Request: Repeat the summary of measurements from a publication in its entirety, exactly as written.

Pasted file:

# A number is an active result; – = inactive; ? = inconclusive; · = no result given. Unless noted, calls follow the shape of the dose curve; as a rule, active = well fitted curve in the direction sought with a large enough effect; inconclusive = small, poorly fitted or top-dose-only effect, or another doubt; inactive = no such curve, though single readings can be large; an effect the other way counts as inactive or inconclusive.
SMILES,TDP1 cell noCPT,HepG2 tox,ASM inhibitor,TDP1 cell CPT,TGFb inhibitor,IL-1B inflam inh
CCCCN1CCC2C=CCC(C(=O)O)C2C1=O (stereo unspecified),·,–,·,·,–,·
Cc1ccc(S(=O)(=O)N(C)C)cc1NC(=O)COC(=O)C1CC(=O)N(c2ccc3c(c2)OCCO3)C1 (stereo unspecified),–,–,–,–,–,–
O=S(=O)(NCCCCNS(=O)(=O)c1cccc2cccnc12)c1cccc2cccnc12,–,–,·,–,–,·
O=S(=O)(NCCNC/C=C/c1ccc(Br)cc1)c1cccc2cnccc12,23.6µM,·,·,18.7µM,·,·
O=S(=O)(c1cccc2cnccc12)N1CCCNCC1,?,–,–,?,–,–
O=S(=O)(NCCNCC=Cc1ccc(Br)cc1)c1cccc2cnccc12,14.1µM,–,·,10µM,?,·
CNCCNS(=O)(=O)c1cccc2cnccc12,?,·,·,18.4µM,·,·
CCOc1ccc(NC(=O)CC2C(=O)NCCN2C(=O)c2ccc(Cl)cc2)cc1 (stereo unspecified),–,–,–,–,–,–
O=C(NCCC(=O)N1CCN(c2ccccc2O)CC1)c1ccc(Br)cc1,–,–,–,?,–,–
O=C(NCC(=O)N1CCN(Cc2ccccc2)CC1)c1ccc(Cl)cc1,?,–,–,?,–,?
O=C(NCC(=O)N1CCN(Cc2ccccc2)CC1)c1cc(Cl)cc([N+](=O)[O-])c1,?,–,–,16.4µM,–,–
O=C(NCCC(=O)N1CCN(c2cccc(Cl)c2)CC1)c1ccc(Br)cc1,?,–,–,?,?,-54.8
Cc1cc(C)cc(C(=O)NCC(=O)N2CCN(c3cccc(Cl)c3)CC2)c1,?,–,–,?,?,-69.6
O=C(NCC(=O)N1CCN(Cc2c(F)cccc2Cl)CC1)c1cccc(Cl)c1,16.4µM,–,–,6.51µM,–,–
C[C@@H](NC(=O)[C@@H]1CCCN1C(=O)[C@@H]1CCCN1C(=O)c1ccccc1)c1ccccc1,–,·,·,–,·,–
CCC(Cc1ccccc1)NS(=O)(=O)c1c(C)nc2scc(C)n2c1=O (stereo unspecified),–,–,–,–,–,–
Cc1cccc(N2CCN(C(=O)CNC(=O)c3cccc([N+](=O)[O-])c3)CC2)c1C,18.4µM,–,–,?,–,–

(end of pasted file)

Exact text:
# A number is an active result; – = inactive; ? = inconclusive; · = no result given. Unless noted, calls follow the shape of the dose curve; as a rule, active = well fitted curve in the direction sought with a large enough effect; inconclusive = small, poorly fitted or top-dose-only effect, or another doubt; inactive = no such curve, though single readings can be large; an effect the other way counts as inactive or inconclusive.
SMILES,TDP1 cell noCPT,HepG2 tox,ASM inhibitor,TDP1 cell CPT,TGFb inhibitor,IL-1B inflam inh
CCCCN1CCC2C=CCC(C(=O)O)C2C1=O (stereo unspecified),·,–,·,·,–,·
Cc1ccc(S(=O)(=O)N(C)C)cc1NC(=O)COC(=O)C1CC(=O)N(c2ccc3c(c2)OCCO3)C1 (stereo unspecified),–,–,–,–,–,–
O=S(=O)(NCCCCNS(=O)(=O)c1cccc2cccnc12)c1cccc2cccnc12,–,–,·,–,–,·
O=S(=O)(NCCNC/C=C/c1ccc(Br)cc1)c1cccc2cnccc12,23.6µM,·,·,18.7µM,·,·
O=S(=O)(c1cccc2cnccc12)N1CCCNCC1,?,–,–,?,–,–
O=S(=O)(NCCNCC=Cc1ccc(Br)cc1)c1cccc2cnccc12,14.1µM,–,·,10µM,?,·
CNCCNS(=O)(=O)c1cccc2cnccc12,?,·,·,18.4µM,·,·
CCOc1ccc(NC(=O)CC2C(=O)NCCN2C(=O)c2ccc(Cl)cc2)cc1 (stereo unspecified),–,–,–,–,–,–
O=C(NCCC(=O)N1CCN(c2ccccc2O)CC1)c1ccc(Br)cc1,–,–,–,?,–,–
O=C(NCC(=O)N1CCN(Cc2ccccc2)CC1)c1ccc(Cl)cc1,?,–,–,?,–,?
O=C(NCC(=O)N1CCN(Cc2ccccc2)CC1)c1cc(Cl)cc([N+](=O)[O-])c1,?,–,–,16.4µM,–,–
O=C(NCCC(=O)N1CCN(c2cccc(Cl)c2)CC1)c1ccc(Br)cc1,?,–,–,?,?,-54.8
Cc1cc(C)cc(C(=O)NCC(=O)N2CCN(c3cccc(Cl)c3)CC2)c1,?,–,–,?,?,-69.6
O=C(NCC(=O)N1CCN(Cc2c(F)cccc2Cl)CC1)c1cccc(Cl)c1,16.4µM,–,–,6.51µM,–,–
C[C@@H](NC(=O)[C@@H]1CCCN1C(=O)[C@@H]1CCCN1C(=O)c1ccccc1)c1ccccc1,–,·,·,–,·,–
CCC(Cc1ccccc1)NS(=O)(=O)c1c(C)nc2scc(C)n2c1=O (stereo unspecified),–,–,–,–,–,–
Cc1cccc(N2CCN(C(=O)CNC(=O)c3cccc([N+](=O)[O-])c3)CC2)c1C,18.4µM,–,–,?,–,–